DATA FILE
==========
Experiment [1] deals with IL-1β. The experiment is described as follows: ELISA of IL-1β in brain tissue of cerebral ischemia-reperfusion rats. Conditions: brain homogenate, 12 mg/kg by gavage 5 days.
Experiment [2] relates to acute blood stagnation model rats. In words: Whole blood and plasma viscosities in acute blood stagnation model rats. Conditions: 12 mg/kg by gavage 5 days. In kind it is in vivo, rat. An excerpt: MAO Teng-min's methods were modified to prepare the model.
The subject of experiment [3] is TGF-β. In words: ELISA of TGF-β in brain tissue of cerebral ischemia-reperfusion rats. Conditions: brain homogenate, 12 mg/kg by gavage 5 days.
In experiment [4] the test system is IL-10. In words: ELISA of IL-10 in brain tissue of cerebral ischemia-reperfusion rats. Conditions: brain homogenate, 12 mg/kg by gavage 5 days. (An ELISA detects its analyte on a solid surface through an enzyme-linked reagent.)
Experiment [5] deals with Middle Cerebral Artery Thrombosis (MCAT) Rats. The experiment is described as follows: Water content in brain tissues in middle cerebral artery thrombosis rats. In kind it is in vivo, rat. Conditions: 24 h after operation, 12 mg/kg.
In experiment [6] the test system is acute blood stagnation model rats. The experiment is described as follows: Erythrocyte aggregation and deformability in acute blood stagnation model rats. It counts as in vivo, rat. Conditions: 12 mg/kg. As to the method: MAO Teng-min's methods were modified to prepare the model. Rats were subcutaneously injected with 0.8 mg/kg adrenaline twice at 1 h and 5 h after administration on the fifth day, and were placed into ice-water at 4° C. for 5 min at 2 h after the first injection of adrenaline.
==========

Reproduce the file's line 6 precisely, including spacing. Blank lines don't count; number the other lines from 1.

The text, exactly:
In experiment [6] the test system is acute blood stagnation model rats. The experiment is described as follows: Erythrocyte aggregation and deformability in acute blood stagnation model rats. It counts as in vivo, rat. Conditions: 12 mg/kg. As to the method: MAO Teng-min's methods were modified to prepare the model. Rats were subcutaneously injected with 0.8 mg/kg adrenaline twice at 1 h and 5 h after administration on the fifth day, and were placed into ice-water at 4° C. for 5 min at 2 h after the first injection of adrenaline.